But, I digress—there was a third reason this year’s tax prep was more interesting: TWO extra days! ‘ARE YOU KIDDING ME?’ I thought, when I found out the good news last Friday night. ‘SUH-WEET!’ It was 11 p.m. and I realized I didn’t have to stay up until 3 a.m. that night finishing most of it, like I originally thought!  What a gift! The tax gods must have heard my bleary-eyed cry of “how am I going to do this?”!  Yeah, I know the change of date had to do with April 15th being on a Sunday, and Emancipation Day in Washington, D.C. on Monday—but I’d like to think it was done as a fitting way to end National Procrastination Week. 


Yeah, I know that illustrious week happens each year in early March, but true procrastinators know we don’t celebrate it until mid-April.  

Pinterest & Teens: A “Good Thing”?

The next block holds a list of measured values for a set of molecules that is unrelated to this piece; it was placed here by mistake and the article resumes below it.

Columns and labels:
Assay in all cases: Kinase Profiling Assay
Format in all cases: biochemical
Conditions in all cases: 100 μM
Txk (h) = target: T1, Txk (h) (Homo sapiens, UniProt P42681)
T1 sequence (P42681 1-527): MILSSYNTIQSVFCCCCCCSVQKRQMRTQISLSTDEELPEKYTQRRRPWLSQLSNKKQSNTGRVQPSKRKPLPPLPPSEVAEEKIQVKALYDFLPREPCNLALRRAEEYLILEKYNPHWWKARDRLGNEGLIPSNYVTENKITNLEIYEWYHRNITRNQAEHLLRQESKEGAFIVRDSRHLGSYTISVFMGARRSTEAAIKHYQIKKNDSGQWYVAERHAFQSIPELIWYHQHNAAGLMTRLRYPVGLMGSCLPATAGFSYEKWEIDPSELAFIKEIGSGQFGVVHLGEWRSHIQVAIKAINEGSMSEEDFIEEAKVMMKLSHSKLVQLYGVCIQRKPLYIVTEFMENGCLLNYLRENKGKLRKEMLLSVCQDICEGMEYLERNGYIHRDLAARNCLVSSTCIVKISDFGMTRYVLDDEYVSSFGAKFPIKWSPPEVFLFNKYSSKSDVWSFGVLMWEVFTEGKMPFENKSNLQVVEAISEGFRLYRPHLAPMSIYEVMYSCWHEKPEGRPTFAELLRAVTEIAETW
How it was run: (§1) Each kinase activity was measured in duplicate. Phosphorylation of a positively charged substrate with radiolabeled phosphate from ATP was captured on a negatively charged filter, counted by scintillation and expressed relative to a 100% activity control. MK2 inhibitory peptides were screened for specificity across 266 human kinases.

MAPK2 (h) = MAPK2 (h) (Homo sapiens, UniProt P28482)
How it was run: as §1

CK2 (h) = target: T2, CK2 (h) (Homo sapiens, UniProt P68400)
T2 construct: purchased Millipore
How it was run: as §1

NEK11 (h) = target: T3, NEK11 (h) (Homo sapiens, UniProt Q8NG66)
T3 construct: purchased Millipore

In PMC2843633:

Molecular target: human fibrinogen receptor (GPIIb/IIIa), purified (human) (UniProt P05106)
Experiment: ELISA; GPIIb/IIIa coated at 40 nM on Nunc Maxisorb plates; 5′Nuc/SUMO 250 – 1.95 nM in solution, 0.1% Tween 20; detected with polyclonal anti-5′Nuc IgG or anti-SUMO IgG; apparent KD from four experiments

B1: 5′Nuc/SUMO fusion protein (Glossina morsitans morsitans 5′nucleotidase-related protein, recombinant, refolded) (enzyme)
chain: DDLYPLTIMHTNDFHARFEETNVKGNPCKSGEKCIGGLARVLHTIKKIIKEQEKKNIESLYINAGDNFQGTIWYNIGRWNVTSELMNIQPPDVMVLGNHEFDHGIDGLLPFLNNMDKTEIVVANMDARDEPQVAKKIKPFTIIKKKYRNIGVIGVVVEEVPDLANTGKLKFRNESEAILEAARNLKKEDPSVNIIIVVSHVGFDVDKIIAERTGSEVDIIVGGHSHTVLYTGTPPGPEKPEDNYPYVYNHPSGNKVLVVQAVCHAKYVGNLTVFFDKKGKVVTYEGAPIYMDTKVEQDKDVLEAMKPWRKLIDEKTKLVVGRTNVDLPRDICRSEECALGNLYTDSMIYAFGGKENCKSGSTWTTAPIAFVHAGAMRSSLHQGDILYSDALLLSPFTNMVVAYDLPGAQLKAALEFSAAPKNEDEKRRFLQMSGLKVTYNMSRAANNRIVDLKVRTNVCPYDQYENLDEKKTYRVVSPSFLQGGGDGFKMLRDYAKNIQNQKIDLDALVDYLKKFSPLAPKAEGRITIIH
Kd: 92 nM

I heard a sweet sound in the house over the past weekend I haven’t heard in a long time: the whirr of the sewing machine. A sewing machine, I might add, that I bought on a Black Friday years ago, getting up at four in the morning for a “Door Buster Special”.  Allison was 10 at the time, determined to become a fashion designer and learn how to sew, and I was determined to help foster that creativity…


Ah, my daughters and I were once such a crafty bunch.  I’m reminded of that a lot—in the garden, where stepping stones the kids and I made (out of cement mix and pizza boxes) still mark a path behind a rosemary bush; in the kitchen, where a few “cut-out” photo magnets we made (out of extra photos, glue, and flat, promotional magnets from area businesses) still remain on the fridge; in my closet, where once in awhile I’ll run into the formerly white Keds I had the girls paint all over after the shoes got too dingy to remain white; and in my office, which is still decorated with items from the many “art camps” both girls used to attend (a paper mache’ pig, a framed painting of Saturn)…  looking in the family scrapbooks the other day, I was reminded that Emmie’s 4th birthday party was held at a craft store and Allison’s 9th was at a mosaic shop…there are also a few home décor projects still left around the house that I made on my own…